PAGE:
Will Mortgage Rates Pop Again? Homebuyers Combat An Affordability Crises

BY Benzinga | AGENCY | 04/11/24 01:32 PM EDT

The recent spike in national mortgage rates stirred concerns among homebuyers and economists alike. With the 30-year fixed-rate mortgage (FRM) climbing to 6.88% on April 11, questions arise about the trajectory of the housing market.

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Chart Source: Freddie Mac

Additionally, other key indicators such as the 15-year fixed mortgage rate, which rose to 6.16%, signaled a broader trend of rate hikes.

Also Read: Are You A Housing Market Lock-In? High Mortgage Rates Result In ‘People Not Living In Homes They Would Prefer’

Stubborn Inflation And The Fed To Blame

Per Freddie Mac, mortgage rates have gradually increased through the year, due to persistent inflation and the reassessment of the Federal Reserve’s monetary policy trajectory.

The latest inflation figures from March indicate minimal change, but the financial market’s response presents a contrasting economic outlook. The March estimate of 3.5% annual inflation growth fell within the range of 3.1% to 3.7%, while the Dow Jones Industrial Average experienced a significant decrease following the announcement. This is reminiscent of the unmet expectations of a recession from a year prior.

Worst Day For Mortgage Rates Since October 2022

On April 10, the average lender experienced a mortgage rate hike by 0.28%, almost equivalent to the 0.29% rise observed after the Feb. 2 jobs report. Mortgage News Daily described this as “basically the worst day for mortgage rates since October 2022.”

Many analysts anticipated mortgage rates to drop below 7% in the current year. However, persistent inflation figures prevent rates from reaching the desired lower levels.

McBride’s Musings: An Expert’s Take

Greg McBride, CFA, chief financial analyst for Bankrate, said the uncertainty persists regarding whether the current inflationary trend is temporary or posed a substantial threat to the progress made in reducing inflation in 2023. He suggested that until there was a clearer consensus on the trajectory of inflation, it would be challenging for mortgage rates to significantly and consistently decline below 7 percent.

Despite hopes for rates to dip below 7%, stubborn inflation numbers thwart expectations, posing challenges for prospective homebuyers and the housing market as a whole.

"The housing market will continue to be characterized by high home prices, high financing costs, and a limited number of homes for sale," McBride told Benzinga in an exclusive interview.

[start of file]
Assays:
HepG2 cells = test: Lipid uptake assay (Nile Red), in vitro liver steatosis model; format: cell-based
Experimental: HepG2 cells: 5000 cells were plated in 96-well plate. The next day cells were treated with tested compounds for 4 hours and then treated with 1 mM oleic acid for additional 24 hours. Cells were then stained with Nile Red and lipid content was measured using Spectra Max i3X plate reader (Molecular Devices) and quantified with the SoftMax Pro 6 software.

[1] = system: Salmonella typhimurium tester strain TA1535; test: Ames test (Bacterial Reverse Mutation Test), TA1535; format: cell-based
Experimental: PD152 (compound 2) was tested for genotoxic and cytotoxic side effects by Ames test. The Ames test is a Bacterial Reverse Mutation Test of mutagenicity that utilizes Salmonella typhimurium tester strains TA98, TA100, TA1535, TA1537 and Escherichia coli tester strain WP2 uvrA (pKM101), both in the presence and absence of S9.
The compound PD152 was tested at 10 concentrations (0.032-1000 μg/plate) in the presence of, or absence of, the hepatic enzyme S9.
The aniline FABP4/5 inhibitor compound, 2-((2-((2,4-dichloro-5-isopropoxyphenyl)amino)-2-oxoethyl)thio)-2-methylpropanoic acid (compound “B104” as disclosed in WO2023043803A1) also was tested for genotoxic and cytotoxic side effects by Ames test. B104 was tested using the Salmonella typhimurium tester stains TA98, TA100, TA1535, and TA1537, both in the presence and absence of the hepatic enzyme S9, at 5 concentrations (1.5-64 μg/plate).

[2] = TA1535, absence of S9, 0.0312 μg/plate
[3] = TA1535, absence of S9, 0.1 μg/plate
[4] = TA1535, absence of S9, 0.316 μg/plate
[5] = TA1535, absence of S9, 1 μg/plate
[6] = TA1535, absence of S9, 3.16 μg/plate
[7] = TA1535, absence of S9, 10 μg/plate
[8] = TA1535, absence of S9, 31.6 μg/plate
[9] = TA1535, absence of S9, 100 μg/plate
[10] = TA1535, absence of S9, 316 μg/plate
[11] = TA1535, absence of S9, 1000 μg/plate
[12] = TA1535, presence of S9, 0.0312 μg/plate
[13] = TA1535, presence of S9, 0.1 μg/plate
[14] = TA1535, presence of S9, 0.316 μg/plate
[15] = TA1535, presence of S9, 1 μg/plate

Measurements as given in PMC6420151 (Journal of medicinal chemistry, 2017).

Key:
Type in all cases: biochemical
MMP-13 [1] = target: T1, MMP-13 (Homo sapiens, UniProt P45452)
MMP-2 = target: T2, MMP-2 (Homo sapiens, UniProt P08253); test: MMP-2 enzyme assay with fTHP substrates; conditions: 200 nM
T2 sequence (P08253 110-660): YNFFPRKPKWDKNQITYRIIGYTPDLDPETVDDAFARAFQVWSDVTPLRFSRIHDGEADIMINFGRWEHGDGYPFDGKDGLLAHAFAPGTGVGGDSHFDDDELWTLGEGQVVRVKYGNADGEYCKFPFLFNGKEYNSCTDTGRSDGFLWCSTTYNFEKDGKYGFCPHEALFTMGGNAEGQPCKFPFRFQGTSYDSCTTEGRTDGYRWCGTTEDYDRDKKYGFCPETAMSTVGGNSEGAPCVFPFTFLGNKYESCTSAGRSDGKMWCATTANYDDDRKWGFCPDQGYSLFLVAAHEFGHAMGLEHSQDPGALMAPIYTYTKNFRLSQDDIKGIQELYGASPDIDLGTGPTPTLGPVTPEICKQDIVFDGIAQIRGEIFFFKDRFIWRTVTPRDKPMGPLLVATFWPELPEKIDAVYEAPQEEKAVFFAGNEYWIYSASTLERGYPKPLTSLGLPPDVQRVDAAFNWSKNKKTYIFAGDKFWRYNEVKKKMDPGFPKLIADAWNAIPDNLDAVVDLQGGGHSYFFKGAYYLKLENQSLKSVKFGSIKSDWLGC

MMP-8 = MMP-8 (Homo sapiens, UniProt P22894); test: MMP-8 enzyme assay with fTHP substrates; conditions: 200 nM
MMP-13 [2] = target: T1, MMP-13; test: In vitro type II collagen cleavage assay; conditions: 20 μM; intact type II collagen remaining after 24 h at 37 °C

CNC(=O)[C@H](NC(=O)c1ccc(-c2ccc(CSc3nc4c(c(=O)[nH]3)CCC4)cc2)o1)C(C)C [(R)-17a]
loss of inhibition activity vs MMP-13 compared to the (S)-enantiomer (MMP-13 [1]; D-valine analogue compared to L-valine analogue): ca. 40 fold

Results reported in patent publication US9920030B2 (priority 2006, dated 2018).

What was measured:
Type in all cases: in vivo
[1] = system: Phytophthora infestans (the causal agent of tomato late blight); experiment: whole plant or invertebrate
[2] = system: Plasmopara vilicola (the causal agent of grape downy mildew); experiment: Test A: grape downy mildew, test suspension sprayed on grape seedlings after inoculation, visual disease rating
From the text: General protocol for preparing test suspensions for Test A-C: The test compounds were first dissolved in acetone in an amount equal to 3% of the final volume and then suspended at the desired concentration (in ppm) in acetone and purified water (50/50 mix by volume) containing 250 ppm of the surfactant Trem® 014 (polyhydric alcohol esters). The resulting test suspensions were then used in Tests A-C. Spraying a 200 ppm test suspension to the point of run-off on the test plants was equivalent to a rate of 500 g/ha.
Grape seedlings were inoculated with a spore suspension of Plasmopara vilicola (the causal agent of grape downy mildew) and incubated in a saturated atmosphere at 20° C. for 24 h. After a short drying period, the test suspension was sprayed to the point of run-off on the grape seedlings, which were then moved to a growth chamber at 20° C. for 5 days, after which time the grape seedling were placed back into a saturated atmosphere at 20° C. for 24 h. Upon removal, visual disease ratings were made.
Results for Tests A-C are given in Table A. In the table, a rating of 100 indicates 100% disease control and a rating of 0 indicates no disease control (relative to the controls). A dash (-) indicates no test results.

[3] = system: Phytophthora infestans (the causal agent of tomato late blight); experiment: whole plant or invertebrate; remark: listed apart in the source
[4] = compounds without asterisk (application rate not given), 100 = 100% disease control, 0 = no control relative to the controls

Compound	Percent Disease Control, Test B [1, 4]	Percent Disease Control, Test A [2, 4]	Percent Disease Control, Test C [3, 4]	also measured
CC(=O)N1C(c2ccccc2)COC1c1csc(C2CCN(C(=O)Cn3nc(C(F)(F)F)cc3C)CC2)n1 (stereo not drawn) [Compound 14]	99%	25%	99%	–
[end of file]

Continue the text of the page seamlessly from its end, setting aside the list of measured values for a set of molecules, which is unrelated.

This might spell good news for those invested in the?Vanguard Real Estate Index Fund ETF?, the?Schwab US REIT ETF (SCHH) , the?Real Estate Select Sector SPDR Fund (XLRE) ?and the iShares U.S. Real Estate ETF . Rising home prices often reflect a healthy real estate market, which can boost the value of real estate assets held within these ETFs.

However, investors in mortgage ETFs such as the iShares MBS ETF (MBB) and the Vanguard Mortgage-Backed Securities Index Fund ETF may want to remain wary of their holdings.

The Affordability Abyss

As experts weigh in on the implications of these developments, the affordability crisis deepens, compounded by limited housing inventory and stagnant wage growth. While navigating this landscape, the question is: are we witnessing the beginning of a sustained upward trend in mortgage rates?

Read Next: EXCLUSIVE: Interest Rates Rode The Elevator Up, But Analyst Predicts They’ll Take ‘The Stairs Coming Down’

Photo: Shutterstock

In general the bond market is volatile, and fixed income securities carry interest rate risk. (As interest rates rise, bond prices usually fall, and vice versa. This effect is usually more pronounced for longer-term securities.) Fixed income securities also carry inflation risk and credit and default risks for both issuers and counterparties. Unlike individual bonds, most bond funds do not have a maturity date, so avoiding losses caused by price volatility by holding them until maturity is not possible.

Lower-quality debt securities generally offer higher yields, but also involve greater risk of default or price changes due to potential changes in the credit quality of the issuer. Any fixed income security sold or redeemed prior to maturity may be subject to loss.

Before investing, consider the funds' investment objectives, risks, charges, and expenses. Contact Fidelity for a prospectus or, if available, a summary prospectus containing this information. Read it carefully.